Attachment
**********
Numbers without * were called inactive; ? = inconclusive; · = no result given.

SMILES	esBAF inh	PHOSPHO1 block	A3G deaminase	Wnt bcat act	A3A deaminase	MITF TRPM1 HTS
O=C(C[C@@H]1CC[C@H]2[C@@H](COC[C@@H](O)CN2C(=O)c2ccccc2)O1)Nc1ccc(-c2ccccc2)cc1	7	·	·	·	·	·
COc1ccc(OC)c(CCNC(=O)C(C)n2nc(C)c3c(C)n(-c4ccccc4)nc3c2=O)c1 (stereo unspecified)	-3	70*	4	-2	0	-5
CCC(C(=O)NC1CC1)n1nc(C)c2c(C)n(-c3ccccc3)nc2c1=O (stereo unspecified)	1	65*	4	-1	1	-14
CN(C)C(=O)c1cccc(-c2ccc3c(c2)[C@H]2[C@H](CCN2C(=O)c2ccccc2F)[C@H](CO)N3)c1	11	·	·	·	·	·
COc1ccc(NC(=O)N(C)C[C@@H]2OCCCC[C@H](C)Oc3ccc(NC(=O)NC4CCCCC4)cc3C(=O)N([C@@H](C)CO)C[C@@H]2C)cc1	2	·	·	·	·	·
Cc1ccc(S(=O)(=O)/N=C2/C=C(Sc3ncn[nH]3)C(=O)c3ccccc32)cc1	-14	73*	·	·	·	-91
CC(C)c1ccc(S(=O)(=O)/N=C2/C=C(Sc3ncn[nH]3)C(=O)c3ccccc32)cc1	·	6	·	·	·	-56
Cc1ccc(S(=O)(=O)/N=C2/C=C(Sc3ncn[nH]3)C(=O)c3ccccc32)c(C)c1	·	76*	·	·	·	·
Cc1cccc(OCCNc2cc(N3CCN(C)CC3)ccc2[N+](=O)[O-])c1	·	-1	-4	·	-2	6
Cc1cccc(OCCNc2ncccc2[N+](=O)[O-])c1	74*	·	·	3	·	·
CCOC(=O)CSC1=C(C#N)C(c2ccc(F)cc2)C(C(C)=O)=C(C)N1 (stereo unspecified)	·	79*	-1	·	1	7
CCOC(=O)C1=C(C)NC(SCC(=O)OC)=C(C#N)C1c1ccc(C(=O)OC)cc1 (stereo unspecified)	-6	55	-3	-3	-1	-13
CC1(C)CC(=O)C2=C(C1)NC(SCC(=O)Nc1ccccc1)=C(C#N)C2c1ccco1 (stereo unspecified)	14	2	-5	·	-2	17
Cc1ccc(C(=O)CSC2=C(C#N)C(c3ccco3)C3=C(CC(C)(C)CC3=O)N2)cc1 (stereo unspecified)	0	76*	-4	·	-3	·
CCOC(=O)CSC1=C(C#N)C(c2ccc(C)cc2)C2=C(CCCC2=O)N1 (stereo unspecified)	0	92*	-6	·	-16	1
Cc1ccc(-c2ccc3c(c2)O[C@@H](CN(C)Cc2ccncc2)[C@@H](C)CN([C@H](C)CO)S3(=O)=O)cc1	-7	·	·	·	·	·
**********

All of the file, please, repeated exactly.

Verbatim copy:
Numbers without * were called inactive; ? = inconclusive; · = no result given.

SMILES	esBAF inh	PHOSPHO1 block	A3G deaminase	Wnt bcat act	A3A deaminase	MITF TRPM1 HTS
O=C(C[C@@H]1CC[C@H]2[C@@H](COC[C@@H](O)CN2C(=O)c2ccccc2)O1)Nc1ccc(-c2ccccc2)cc1	7	·	·	·	·	·
COc1ccc(OC)c(CCNC(=O)C(C)n2nc(C)c3c(C)n(-c4ccccc4)nc3c2=O)c1 (stereo unspecified)	-3	70*	4	-2	0	-5
CCC(C(=O)NC1CC1)n1nc(C)c2c(C)n(-c3ccccc3)nc2c1=O (stereo unspecified)	1	65*	4	-1	1	-14
CN(C)C(=O)c1cccc(-c2ccc3c(c2)[C@H]2[C@H](CCN2C(=O)c2ccccc2F)[C@H](CO)N3)c1	11	·	·	·	·	·
COc1ccc(NC(=O)N(C)C[C@@H]2OCCCC[C@H](C)Oc3ccc(NC(=O)NC4CCCCC4)cc3C(=O)N([C@@H](C)CO)C[C@@H]2C)cc1	2	·	·	·	·	·
Cc1ccc(S(=O)(=O)/N=C2/C=C(Sc3ncn[nH]3)C(=O)c3ccccc32)cc1	-14	73*	·	·	·	-91
CC(C)c1ccc(S(=O)(=O)/N=C2/C=C(Sc3ncn[nH]3)C(=O)c3ccccc32)cc1	·	6	·	·	·	-56
Cc1ccc(S(=O)(=O)/N=C2/C=C(Sc3ncn[nH]3)C(=O)c3ccccc32)c(C)c1	·	76*	·	·	·	·
Cc1cccc(OCCNc2cc(N3CCN(C)CC3)ccc2[N+](=O)[O-])c1	·	-1	-4	·	-2	6
Cc1cccc(OCCNc2ncccc2[N+](=O)[O-])c1	74*	·	·	3	·	·
CCOC(=O)CSC1=C(C#N)C(c2ccc(F)cc2)C(C(C)=O)=C(C)N1 (stereo unspecified)	·	79*	-1	·	1	7
CCOC(=O)C1=C(C)NC(SCC(=O)OC)=C(C#N)C1c1ccc(C(=O)OC)cc1 (stereo unspecified)	-6	55	-3	-3	-1	-13
CC1(C)CC(=O)C2=C(C1)NC(SCC(=O)Nc1ccccc1)=C(C#N)C2c1ccco1 (stereo unspecified)	14	2	-5	·	-2	17
Cc1ccc(C(=O)CSC2=C(C#N)C(c3ccco3)C3=C(CC(C)(C)CC3=O)N2)cc1 (stereo unspecified)	0	76*	-4	·	-3	·
CCOC(=O)CSC1=C(C#N)C(c2ccc(C)cc2)C2=C(CCCC2=O)N1 (stereo unspecified)	0	92*	-6	·	-16	1
Cc1ccc(-c2ccc3c(c2)O[C@@H](CN(C)Cc2ccncc2)[C@@H](C)CN([C@H](C)CO)S3(=O)=O)cc1	-7	·	·	·	·	·